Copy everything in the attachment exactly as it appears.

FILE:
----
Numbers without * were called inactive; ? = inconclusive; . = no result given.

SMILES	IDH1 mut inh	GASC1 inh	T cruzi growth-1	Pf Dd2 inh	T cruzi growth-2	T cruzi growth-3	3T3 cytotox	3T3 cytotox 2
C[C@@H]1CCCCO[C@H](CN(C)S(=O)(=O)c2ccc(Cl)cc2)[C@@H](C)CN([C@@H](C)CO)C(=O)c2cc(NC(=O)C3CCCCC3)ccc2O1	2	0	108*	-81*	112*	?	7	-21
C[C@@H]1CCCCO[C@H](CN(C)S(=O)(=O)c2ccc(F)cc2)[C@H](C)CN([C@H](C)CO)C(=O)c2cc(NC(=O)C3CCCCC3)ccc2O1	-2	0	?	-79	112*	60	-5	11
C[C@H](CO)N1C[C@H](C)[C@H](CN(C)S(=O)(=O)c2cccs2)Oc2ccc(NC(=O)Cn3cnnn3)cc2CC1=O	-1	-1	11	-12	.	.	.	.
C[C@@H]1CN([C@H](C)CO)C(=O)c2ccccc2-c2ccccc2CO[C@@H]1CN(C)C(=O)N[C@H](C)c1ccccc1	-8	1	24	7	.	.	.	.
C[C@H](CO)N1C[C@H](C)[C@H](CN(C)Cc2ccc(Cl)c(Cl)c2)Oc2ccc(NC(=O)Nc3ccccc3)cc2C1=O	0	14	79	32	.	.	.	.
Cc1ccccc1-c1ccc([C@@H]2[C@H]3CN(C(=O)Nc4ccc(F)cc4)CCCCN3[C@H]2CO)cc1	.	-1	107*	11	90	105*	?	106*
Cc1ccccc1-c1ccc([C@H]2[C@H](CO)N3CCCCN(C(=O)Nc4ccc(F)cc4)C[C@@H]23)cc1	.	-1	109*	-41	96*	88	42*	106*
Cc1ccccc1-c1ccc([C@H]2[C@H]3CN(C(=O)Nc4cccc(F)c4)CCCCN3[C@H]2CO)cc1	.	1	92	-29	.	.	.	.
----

Numbers without * were called inactive; ? = inconclusive; . = no result given.

SMILES	IDH1 mut inh	GASC1 inh	T cruzi growth-1	Pf Dd2 inh	T cruzi growth-2	T cruzi growth-3	3T3 cytotox	3T3 cytotox 2
C[C@@H]1CCCCO[C@H](CN(C)S(=O)(=O)c2ccc(Cl)cc2)[C@@H](C)CN([C@@H](C)CO)C(=O)c2cc(NC(=O)C3CCCCC3)ccc2O1	2	0	108*	-81*	112*	?	7	-21
C[C@@H]1CCCCO[C@H](CN(C)S(=O)(=O)c2ccc(F)cc2)[C@H](C)CN([C@H](C)CO)C(=O)c2cc(NC(=O)C3CCCCC3)ccc2O1	-2	0	?	-79	112*	60	-5	11
C[C@H](CO)N1C[C@H](C)[C@H](CN(C)S(=O)(=O)c2cccs2)Oc2ccc(NC(=O)Cn3cnnn3)cc2CC1=O	-1	-1	11	-12	.	.	.	.
C[C@@H]1CN([C@H](C)CO)C(=O)c2ccccc2-c2ccccc2CO[C@@H]1CN(C)C(=O)N[C@H](C)c1ccccc1	-8	1	24	7	.	.	.	.
C[C@H](CO)N1C[C@H](C)[C@H](CN(C)Cc2ccc(Cl)c(Cl)c2)Oc2ccc(NC(=O)Nc3ccccc3)cc2C1=O	0	14	79	32	.	.	.	.
Cc1ccccc1-c1ccc([C@@H]2[C@H]3CN(C(=O)Nc4ccc(F)cc4)CCCCN3[C@H]2CO)cc1	.	-1	107*	11	90	105*	?	106*
Cc1ccccc1-c1ccc([C@H]2[C@H](CO)N3CCCCN(C(=O)Nc4ccc(F)cc4)C[C@@H]23)cc1	.	-1	109*	-41	96*	88	42*	106*
Cc1ccccc1-c1ccc([C@H]2[C@H]3CN(C(=O)Nc4cccc(F)c4)CCCCN3[C@H]2CO)cc1	.	1	92	-29	.	.	.	.